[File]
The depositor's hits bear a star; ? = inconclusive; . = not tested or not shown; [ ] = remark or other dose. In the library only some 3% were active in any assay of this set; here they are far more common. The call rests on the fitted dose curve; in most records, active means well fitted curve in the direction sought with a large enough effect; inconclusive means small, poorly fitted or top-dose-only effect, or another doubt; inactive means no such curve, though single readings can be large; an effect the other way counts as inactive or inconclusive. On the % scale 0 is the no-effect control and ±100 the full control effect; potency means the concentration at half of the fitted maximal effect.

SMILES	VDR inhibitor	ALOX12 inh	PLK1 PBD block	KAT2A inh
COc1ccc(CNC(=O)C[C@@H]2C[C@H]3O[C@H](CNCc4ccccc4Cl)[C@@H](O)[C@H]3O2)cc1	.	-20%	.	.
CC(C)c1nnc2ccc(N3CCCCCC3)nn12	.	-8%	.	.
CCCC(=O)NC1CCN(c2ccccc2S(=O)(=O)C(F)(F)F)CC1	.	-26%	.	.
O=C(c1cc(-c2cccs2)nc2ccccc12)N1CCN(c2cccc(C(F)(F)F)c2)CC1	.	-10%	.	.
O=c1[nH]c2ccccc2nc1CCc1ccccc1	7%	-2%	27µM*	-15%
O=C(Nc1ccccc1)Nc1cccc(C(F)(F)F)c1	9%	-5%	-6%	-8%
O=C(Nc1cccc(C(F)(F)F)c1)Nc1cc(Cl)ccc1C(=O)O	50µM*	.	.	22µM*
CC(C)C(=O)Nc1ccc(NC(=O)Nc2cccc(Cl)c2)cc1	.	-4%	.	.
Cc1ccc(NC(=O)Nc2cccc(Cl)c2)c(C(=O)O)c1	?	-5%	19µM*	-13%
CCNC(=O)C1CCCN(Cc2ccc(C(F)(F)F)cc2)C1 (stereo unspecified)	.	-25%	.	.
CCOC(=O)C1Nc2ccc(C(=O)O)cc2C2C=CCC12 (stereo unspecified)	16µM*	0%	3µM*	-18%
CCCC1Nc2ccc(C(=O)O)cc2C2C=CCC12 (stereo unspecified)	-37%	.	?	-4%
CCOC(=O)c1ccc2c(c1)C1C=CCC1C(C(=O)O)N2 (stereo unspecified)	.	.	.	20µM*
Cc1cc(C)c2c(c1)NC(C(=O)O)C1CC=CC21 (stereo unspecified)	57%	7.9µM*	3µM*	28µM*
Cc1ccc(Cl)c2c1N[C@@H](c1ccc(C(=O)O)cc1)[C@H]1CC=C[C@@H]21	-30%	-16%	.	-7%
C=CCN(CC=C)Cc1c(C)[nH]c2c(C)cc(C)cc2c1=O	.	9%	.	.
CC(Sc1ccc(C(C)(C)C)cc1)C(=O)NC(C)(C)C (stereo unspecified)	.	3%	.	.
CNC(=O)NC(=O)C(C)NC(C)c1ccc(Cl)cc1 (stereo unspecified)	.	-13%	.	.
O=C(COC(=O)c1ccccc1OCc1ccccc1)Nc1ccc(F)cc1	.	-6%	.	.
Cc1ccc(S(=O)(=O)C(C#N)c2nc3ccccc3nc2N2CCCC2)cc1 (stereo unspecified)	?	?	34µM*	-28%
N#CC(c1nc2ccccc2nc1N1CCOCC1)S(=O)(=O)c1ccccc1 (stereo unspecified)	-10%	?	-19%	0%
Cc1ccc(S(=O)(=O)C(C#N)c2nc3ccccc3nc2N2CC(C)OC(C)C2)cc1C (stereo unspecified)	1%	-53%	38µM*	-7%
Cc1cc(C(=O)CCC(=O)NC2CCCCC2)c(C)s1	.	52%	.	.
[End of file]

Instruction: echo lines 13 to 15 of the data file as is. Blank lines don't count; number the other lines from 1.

CCOC(=O)C1Nc2ccc(C(=O)O)cc2C2C=CCC12 (stereo unspecified)	16µM*	0%	3µM*	-18%
CCCC1Nc2ccc(C(=O)O)cc2C2C=CCC12 (stereo unspecified)	-37%	.	?	-4%
CCOC(=O)c1ccc2c(c1)C1C=CCC1C(C(=O)O)N2 (stereo unspecified)	.	.	.	20µM*